Marching Toward More Efficient Proof Systems: A Chat with Justin Holmgren

By NTT Research Staff

Dr. Justin Holmgren joined NTT Research as a scientist in the Cryptography & Information Security (CIS) Lab in May 2020. He was previously a Google Research Fellow at the Simons Institute for the Theory of Computing at UC Berkeley and as a Postdoctoral Research Fellow at Princeton University. He studied mathematics and computer science at the Massachusetts Institute of Technology (MIT), where he obtained a Ph.D. in Computer Science in 2018.

Dr. Holmgren studies the foundational theory of cryptography and its interplay with diverse areas of computer science. But much of his focus is on proof systems. His work has advanced the feasibility of securely outsourcing computation, private information retrieval and software watermarking. He is especially keen to reduce the amount of interaction in proof systems and thereby increase their efficiency and practical value. Please read on to learn more about his background and research agenda:

You originally studied mathematics and computer science. What made you decide to focus on the latter field of study?

Actually, as a theorist, I think I manage to do both. My work is to design cryptographic tools and protocols (that could be implemented on a computer), but most of my work is applying rigorous mathematical analysis to these protocols.

Some of us heard Shafi Goldwasser for the first time in her keynote on trustworthy machine learning in the NTT Research virtual conference. What was it like being advised by her at MIT?

It was fantastic; not only was she an inspirational fountain of creativity, but she also gave me the freedom and encouragement to pursue my own research directions.

It sounds like your work involves program obfuscation and homomorphic encryption, among other topics. What are your current areas of research?

Lately, one other thing I’ve been working on, which is a bit technical, is how to reduce interaction from proof systems, which are protocols in which a “prover” convinces an untrusting “verifier.” A highly interactive proof system might have the verifier repeatedly interrogating the prover over the course of many rounds of questioning. Some of my recent research has focused on transforming such a protocol into a better protocol, in which the prover is “fire and forget.” That is, the prover just sends a single convincing message, and doesn’t have to stick around to answer follow-up questions. This turns out to be quite difficult and it is intimately related to secure hash functions, which are some of the most fundamental objects in cryptography, but that’s just part of what makes the research fun.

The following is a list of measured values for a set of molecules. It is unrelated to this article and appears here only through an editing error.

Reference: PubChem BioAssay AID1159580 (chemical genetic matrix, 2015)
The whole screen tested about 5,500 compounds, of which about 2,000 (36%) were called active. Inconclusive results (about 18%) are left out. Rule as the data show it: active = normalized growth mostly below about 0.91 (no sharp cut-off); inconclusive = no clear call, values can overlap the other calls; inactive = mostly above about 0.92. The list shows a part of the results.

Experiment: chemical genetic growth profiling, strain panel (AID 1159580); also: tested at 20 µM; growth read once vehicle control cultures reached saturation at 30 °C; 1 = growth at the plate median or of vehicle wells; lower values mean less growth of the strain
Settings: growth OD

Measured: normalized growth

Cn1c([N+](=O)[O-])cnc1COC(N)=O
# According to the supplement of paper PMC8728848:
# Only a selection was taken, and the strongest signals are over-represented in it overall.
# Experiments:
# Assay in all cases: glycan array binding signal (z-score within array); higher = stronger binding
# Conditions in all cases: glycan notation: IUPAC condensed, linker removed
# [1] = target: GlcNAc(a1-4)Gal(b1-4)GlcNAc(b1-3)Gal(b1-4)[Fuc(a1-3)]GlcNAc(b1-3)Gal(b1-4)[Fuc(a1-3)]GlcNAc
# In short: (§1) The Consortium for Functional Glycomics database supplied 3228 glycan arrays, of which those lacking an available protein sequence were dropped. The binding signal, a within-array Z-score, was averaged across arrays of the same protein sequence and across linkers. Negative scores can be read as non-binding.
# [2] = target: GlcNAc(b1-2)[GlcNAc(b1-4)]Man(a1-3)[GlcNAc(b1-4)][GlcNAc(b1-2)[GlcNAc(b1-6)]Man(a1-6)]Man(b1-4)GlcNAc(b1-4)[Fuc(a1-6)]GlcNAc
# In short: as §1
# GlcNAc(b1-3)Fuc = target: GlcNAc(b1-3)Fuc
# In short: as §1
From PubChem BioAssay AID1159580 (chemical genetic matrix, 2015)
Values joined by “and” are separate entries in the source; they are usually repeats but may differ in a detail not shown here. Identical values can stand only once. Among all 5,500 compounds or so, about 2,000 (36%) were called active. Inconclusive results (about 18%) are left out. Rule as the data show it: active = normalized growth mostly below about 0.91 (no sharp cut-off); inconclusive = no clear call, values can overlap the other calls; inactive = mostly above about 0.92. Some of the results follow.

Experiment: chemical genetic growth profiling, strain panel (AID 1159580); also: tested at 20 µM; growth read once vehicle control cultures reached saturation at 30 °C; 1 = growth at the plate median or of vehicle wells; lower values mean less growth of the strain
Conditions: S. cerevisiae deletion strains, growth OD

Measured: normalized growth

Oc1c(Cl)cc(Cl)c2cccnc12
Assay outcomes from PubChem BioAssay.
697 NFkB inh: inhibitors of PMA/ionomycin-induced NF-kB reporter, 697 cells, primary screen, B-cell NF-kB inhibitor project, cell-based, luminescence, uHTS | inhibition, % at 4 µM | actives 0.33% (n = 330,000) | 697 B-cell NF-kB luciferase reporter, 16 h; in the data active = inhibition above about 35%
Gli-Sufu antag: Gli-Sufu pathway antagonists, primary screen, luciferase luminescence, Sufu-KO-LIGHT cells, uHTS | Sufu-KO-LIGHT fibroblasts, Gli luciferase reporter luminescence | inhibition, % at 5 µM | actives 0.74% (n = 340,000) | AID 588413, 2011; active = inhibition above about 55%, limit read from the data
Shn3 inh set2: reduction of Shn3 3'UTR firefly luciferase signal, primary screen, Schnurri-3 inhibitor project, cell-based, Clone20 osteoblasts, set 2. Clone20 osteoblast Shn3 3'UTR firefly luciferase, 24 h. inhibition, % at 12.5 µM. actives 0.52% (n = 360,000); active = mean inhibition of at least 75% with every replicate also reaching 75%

Does the recent article by Jain, Lin and Sahai on Indistinguishability Obfuscation, relate to your field of study? Any comments?

Yes, over the last five years indistinguishability obfuscation has proven to be a tremendously useful tool with all kinds of cryptographic applications. I’ve used it in my previous work and will likely continue to use it in my future work. Until now though, we didn’t really know whether indistinguishability obfuscation was possible. It was a hypothetical object with a lot of heuristic proposals on how it might be constructed, but we didn’t have any good reason to believe that any of the proposals worked (and in fact many of the proposals were broken). In this seminal work, Jain et al. have for the first time proposed a *provable* construction under very reasonable assumptions.

You mention the outsourcing of personal data and professional data (such as an engineering simulation to a super-computer) in the short NTT Research video about your work. Is increasing the level of trust in these kinds of apps and digital workflows a big motivation for your work?

That’s one motivation, but I’m more excited about the new workflows that might only be possible with cryptography. Shafi mentioned in her talk how cryptography fundamentally enabled e-commerce (where trust is very important), first in regular encrypted credit card transactions, and then again with the rise of cryptocurrencies. I think that proof systems, if they become efficient enough, could lead to a similar breakthrough.

What has been your experience been like so far at NTT Research?

I’m still mostly working from home because of the pandemic, but I’m excited about the great team that NTT Research has put together, and I really appreciate how NTT Research is giving me the freedom to focus on basic research with long-term applications.